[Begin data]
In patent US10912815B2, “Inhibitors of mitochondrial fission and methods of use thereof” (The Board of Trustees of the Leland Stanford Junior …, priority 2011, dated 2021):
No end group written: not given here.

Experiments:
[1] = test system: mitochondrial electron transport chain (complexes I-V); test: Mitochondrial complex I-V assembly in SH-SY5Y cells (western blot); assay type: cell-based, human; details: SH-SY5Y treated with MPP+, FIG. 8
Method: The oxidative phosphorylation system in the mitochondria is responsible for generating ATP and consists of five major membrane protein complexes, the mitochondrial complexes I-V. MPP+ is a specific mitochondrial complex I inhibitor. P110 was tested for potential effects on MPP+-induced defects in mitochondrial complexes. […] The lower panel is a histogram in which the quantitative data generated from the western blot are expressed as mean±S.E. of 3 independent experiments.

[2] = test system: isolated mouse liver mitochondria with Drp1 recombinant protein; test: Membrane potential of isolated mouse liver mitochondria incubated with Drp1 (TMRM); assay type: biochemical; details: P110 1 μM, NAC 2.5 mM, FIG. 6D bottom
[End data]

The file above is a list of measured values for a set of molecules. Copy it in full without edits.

In patent US10912815B2, “Inhibitors of mitochondrial fission and methods of use thereof” (The Board of Trustees of the Leland Stanford Junior …, priority 2011, dated 2021):
No end group written: not given here.

Experiments:
[1] = test system: mitochondrial electron transport chain (complexes I-V); test: Mitochondrial complex I-V assembly in SH-SY5Y cells (western blot); assay type: cell-based, human; details: SH-SY5Y treated with MPP+, FIG. 8
Method: The oxidative phosphorylation system in the mitochondria is responsible for generating ATP and consists of five major membrane protein complexes, the mitochondrial complexes I-V. MPP+ is a specific mitochondrial complex I inhibitor. P110 was tested for potential effects on MPP+-induced defects in mitochondrial complexes. […] The lower panel is a histogram in which the quantitative data generated from the western blot are expressed as mean±S.E. of 3 independent experiments.

[2] = test system: isolated mouse liver mitochondria with Drp1 recombinant protein; test: Membrane potential of isolated mouse liver mitochondria incubated with Drp1 (TMRM); assay type: biochemical; details: P110 1 μM, NAC 2.5 mM, FIG. 6D bottom